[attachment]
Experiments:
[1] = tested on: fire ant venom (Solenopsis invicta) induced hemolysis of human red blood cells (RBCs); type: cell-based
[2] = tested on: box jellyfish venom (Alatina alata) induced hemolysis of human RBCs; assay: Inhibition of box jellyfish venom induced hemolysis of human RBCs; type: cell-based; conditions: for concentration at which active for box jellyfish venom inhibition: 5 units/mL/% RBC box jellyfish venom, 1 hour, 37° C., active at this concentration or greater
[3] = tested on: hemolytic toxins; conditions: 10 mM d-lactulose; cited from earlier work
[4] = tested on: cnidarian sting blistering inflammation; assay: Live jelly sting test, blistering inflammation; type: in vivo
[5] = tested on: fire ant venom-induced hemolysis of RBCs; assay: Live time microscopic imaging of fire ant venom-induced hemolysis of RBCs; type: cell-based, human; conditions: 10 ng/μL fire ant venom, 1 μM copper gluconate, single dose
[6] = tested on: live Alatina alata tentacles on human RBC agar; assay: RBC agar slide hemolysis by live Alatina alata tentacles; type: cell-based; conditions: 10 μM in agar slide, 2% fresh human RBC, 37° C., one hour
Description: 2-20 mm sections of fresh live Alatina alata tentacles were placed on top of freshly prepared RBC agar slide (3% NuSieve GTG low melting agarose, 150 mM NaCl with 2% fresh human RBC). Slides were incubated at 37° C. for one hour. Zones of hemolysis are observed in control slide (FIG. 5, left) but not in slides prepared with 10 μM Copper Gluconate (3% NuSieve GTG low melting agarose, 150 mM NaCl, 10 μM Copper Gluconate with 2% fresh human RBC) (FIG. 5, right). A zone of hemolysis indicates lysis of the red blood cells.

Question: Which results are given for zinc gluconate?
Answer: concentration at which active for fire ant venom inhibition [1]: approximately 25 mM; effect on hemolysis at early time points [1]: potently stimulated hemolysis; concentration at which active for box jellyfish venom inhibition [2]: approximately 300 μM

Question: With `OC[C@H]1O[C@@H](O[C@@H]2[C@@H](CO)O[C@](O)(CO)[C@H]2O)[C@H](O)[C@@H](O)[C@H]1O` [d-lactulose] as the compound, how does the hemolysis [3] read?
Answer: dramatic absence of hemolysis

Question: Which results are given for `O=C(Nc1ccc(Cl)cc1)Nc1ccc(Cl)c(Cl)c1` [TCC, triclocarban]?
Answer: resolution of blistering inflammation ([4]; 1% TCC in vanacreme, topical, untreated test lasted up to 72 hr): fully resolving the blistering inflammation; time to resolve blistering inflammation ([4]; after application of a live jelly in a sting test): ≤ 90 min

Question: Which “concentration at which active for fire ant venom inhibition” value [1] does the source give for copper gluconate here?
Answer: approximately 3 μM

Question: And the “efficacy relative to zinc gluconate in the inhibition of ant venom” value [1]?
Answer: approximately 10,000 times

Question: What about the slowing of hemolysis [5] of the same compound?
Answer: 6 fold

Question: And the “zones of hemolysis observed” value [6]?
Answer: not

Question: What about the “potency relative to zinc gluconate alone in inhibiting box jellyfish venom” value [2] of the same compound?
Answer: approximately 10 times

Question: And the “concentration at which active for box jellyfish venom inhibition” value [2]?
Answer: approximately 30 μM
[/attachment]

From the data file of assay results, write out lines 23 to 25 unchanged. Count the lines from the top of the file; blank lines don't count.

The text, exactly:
Question: What about the “potency relative to zinc gluconate alone in inhibiting box jellyfish venom” value [2] of the same compound?
Answer: approximately 10 times

Question: And the “concentration at which active for box jellyfish venom inhibition” value [2]?